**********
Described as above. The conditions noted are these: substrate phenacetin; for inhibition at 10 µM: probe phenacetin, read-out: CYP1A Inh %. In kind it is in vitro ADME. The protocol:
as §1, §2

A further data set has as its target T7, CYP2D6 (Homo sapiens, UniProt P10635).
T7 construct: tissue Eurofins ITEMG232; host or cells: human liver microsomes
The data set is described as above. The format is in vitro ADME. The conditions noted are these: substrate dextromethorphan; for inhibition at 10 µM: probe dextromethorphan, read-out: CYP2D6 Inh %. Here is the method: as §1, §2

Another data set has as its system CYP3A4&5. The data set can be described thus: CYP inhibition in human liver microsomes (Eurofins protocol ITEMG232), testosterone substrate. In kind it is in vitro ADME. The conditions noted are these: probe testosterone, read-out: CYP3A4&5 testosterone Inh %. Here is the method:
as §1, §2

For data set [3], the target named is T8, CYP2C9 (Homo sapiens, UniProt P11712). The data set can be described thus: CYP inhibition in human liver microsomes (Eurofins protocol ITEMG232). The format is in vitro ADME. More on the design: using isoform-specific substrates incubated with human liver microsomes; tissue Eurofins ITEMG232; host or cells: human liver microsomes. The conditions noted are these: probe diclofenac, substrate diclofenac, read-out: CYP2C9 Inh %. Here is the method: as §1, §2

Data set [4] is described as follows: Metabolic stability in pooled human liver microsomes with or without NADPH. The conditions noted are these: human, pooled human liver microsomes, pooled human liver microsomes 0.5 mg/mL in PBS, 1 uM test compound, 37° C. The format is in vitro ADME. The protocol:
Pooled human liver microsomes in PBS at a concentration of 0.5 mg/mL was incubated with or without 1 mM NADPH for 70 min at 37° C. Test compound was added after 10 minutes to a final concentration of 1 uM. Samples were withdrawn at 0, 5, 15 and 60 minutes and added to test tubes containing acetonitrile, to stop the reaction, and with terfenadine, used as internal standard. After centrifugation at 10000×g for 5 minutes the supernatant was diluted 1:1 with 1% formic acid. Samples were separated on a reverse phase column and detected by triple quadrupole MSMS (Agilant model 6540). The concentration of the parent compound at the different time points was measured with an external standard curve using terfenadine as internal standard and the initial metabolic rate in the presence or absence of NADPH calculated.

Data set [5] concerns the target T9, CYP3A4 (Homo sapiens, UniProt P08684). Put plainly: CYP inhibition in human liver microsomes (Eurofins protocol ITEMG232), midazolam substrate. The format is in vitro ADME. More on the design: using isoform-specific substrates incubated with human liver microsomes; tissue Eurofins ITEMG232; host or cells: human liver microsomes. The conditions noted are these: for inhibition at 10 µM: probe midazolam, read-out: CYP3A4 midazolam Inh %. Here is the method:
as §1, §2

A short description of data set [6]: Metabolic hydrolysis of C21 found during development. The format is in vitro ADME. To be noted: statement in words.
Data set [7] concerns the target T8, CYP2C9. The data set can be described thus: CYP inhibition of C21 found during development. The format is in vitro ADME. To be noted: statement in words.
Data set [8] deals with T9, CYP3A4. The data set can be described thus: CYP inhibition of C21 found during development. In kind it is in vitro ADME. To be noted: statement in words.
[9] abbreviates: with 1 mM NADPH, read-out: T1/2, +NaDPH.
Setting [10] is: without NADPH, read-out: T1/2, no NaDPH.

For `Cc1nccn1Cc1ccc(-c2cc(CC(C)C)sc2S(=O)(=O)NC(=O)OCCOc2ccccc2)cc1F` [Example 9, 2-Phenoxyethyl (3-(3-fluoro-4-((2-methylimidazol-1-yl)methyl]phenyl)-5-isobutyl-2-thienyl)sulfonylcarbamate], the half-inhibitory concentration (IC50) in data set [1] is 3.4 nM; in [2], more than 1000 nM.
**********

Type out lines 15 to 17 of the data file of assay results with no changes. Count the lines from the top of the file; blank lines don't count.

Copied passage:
Data set [8] deals with T9, CYP3A4. The data set can be described thus: CYP inhibition of C21 found during development. In kind it is in vitro ADME. To be noted: statement in words.
[9] abbreviates: with 1 mM NADPH, read-out: T1/2, +NaDPH.
Setting [10] is: without NADPH, read-out: T1/2, no NaDPH.